Tuesday, April 7, 2015
The War Wagon (1967)
I won't go on the warpath praising the virtues of The War Wagon.
This 1967 western from director Burt Kennedy has its moments, but its so-so entertainment at best. For movie fans itching for a western fix, there are much better choices reviewed on this site including My Darling Clementine and The Searchers.
Taw Jackson (John Wayne) is out of prison after three years. Gold baron Mr. Pierce (Bruce Cabot) has taken over Jackson's ranch and the gold on his land. Pierce is also eager to finish Jackson off for good, offering sharp shooter Lomax (Kirk Douglas) a handsome payday if he kills off Jackson.
Jackson isn't planning on dying. He's scheming to rob Pierce's armoured wagon, filled with gold but also protected by a couple of dozen armed men and a rapid firing Gatling gun. Jackson wants Lomax on his team, a small group dedicated to getting the gold for a rich payoff. How big? $500,000. That sure seems like an awful lot of money by 19th century standards.
There's no real tension between Jackson and Lomax, wondering if one will cross the other for more money. That's a missed opportunity to give this film some spark. Instead, they trade the occasional barb and witty lines.
Example: Jackson and Lomax shoot two men who tried to kill them.
Lomax: "Mine hit the ground first."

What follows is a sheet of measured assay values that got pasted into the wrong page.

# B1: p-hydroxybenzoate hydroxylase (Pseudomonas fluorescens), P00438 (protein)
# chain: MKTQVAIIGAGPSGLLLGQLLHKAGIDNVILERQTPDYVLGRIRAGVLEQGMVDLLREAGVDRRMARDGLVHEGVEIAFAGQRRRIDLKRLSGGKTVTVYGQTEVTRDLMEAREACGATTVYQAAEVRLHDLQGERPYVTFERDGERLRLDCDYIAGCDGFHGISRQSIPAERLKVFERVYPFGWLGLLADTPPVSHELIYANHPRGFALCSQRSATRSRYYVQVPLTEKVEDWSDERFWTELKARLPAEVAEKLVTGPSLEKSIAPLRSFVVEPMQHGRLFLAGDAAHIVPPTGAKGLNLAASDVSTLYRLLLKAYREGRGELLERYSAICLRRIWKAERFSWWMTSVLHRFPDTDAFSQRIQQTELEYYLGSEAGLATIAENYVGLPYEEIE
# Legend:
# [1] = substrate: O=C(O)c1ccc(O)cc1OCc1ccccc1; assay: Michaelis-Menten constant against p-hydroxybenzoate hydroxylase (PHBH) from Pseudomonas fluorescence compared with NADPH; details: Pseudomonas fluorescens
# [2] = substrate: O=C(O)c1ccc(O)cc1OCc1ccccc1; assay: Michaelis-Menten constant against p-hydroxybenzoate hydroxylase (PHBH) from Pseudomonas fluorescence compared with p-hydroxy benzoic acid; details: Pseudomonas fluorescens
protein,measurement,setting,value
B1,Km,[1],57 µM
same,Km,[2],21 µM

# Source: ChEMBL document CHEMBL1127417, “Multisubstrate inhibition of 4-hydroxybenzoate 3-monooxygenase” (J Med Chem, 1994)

Jackson: "Mine was taller."
The War Wagon also waits too much time setting up Jackson and Lomax with another member of the team, Levi Walking Bear (Howard Keel!). A group of men take target practice on glass bottles perches on a rock above Walking Bear's head. Again, there's no suggestion he could be killed. Might he not get cut by broken glass flying around? Apparently not. His rescue goes on, and on, and on some more. Yawn.
Add in a young explosives expert, with a taste for heavy alcohol consumption, Billy Hyatt (Robert Walker, Jr.), and an old coot with a young lady as his companion, Wes Fletcher (Keenan Wynn), and the gang is formed.
The actual heist has its moments, including an impressive explosion of a bridge. There's also a nice nod to The Treasure of the Sierra Madre with what happens with the gold Jackson and his crew so desperately want.
Kennedy sets up some very sharp looking scenes. The Mexican countryside is beautiful. But The War Wagon often shoots blanks.
FUN FACTS: Film's production notes are an interesting read. The War Wagon marked Wayne's 162nd movie. Douglas and Wayne filmed advertisements for, and against, Ronald Reagan's bid to become governor of California. Keenan Wynn snagged Leslie Howard's Confederate hat used in Gone with the Wind and wore said headpiece in all his movies.
Director Kennedy, who died in 2001, went on to direct Support Your Local Sheriff! and Support Your Local Gunfighter! with James Garner.
That's Ed Ames singing Ballad of the War Wagon.
Labels: bruce dern, ed ames, howard keel, joanna barnes, john wayne, jr. keenan wynn, kirk douglas, robert walker, valora noland
Reel Popcorn Junkie is a reporter with a newspaper in the province of Ontario in Canada. He began writing film reviews when he was a student at Brock University in St. Catharines, Ont. Reel Popcorn Junkie continues to write entertainment copy for a daily newspaper, but not film reviews. Reel Popcorn Junkie always orders a regular popcorn, with no butter, when he attends the cinema.